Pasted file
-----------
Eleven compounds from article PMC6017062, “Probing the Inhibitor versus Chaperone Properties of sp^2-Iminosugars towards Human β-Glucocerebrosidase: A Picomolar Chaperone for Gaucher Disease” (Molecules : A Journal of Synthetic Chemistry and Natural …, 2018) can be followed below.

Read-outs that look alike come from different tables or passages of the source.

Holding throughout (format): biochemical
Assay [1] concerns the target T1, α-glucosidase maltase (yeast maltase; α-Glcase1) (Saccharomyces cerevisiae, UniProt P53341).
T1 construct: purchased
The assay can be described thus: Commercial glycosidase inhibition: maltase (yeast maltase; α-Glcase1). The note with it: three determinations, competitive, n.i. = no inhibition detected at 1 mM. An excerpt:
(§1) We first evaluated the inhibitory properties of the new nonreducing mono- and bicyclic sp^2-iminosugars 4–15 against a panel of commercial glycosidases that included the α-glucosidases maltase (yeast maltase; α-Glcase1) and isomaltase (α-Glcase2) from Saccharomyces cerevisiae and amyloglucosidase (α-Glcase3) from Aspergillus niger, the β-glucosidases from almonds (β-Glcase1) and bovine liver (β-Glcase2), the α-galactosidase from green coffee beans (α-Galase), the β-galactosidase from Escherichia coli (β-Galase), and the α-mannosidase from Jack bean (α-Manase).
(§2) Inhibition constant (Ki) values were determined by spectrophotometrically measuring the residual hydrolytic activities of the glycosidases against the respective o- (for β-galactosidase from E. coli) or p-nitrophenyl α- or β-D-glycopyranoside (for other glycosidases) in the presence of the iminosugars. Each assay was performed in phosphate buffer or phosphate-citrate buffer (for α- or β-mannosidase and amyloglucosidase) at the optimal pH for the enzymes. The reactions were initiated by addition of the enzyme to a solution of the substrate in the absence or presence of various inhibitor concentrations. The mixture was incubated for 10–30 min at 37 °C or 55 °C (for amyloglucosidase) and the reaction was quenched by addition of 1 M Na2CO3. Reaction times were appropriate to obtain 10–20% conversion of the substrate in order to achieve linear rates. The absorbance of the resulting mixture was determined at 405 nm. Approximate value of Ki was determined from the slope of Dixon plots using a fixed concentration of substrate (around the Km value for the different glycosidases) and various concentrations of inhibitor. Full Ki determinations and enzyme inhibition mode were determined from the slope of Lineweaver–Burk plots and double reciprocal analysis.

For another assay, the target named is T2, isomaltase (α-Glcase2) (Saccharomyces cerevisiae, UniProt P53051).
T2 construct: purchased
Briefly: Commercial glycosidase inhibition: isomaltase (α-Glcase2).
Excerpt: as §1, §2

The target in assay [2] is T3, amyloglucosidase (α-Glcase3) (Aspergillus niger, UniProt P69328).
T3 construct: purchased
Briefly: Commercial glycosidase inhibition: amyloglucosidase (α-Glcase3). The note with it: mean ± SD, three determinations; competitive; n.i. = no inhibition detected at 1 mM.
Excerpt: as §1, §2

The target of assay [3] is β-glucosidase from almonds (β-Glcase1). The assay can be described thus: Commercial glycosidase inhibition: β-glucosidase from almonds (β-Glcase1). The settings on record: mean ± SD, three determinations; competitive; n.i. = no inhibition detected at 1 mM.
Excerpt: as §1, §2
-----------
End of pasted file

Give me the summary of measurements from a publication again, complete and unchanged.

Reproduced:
Eleven compounds from article PMC6017062, “Probing the Inhibitor versus Chaperone Properties of sp^2-Iminosugars towards Human β-Glucocerebrosidase: A Picomolar Chaperone for Gaucher Disease” (Molecules : A Journal of Synthetic Chemistry and Natural …, 2018) can be followed below.

Read-outs that look alike come from different tables or passages of the source.

Holding throughout (format): biochemical
Assay [1] concerns the target T1, α-glucosidase maltase (yeast maltase; α-Glcase1) (Saccharomyces cerevisiae, UniProt P53341).
T1 construct: purchased
The assay can be described thus: Commercial glycosidase inhibition: maltase (yeast maltase; α-Glcase1). The note with it: three determinations, competitive, n.i. = no inhibition detected at 1 mM. An excerpt:
(§1) We first evaluated the inhibitory properties of the new nonreducing mono- and bicyclic sp^2-iminosugars 4–15 against a panel of commercial glycosidases that included the α-glucosidases maltase (yeast maltase; α-Glcase1) and isomaltase (α-Glcase2) from Saccharomyces cerevisiae and amyloglucosidase (α-Glcase3) from Aspergillus niger, the β-glucosidases from almonds (β-Glcase1) and bovine liver (β-Glcase2), the α-galactosidase from green coffee beans (α-Galase), the β-galactosidase from Escherichia coli (β-Galase), and the α-mannosidase from Jack bean (α-Manase).
(§2) Inhibition constant (Ki) values were determined by spectrophotometrically measuring the residual hydrolytic activities of the glycosidases against the respective o- (for β-galactosidase from E. coli) or p-nitrophenyl α- or β-D-glycopyranoside (for other glycosidases) in the presence of the iminosugars. Each assay was performed in phosphate buffer or phosphate-citrate buffer (for α- or β-mannosidase and amyloglucosidase) at the optimal pH for the enzymes. The reactions were initiated by addition of the enzyme to a solution of the substrate in the absence or presence of various inhibitor concentrations. The mixture was incubated for 10–30 min at 37 °C or 55 °C (for amyloglucosidase) and the reaction was quenched by addition of 1 M Na2CO3. Reaction times were appropriate to obtain 10–20% conversion of the substrate in order to achieve linear rates. The absorbance of the resulting mixture was determined at 405 nm. Approximate value of Ki was determined from the slope of Dixon plots using a fixed concentration of substrate (around the Km value for the different glycosidases) and various concentrations of inhibitor. Full Ki determinations and enzyme inhibition mode were determined from the slope of Lineweaver–Burk plots and double reciprocal analysis.

For another assay, the target named is T2, isomaltase (α-Glcase2) (Saccharomyces cerevisiae, UniProt P53051).
T2 construct: purchased
Briefly: Commercial glycosidase inhibition: isomaltase (α-Glcase2).
Excerpt: as §1, §2

The target in assay [2] is T3, amyloglucosidase (α-Glcase3) (Aspergillus niger, UniProt P69328).
T3 construct: purchased
Briefly: Commercial glycosidase inhibition: amyloglucosidase (α-Glcase3). The note with it: mean ± SD, three determinations; competitive; n.i. = no inhibition detected at 1 mM.
Excerpt: as §1, §2

The target of assay [3] is β-glucosidase from almonds (β-Glcase1). The assay can be described thus: Commercial glycosidase inhibition: β-glucosidase from almonds (β-Glcase1). The settings on record: mean ± SD, three determinations; competitive; n.i. = no inhibition detected at 1 mM.
Excerpt: as §1, §2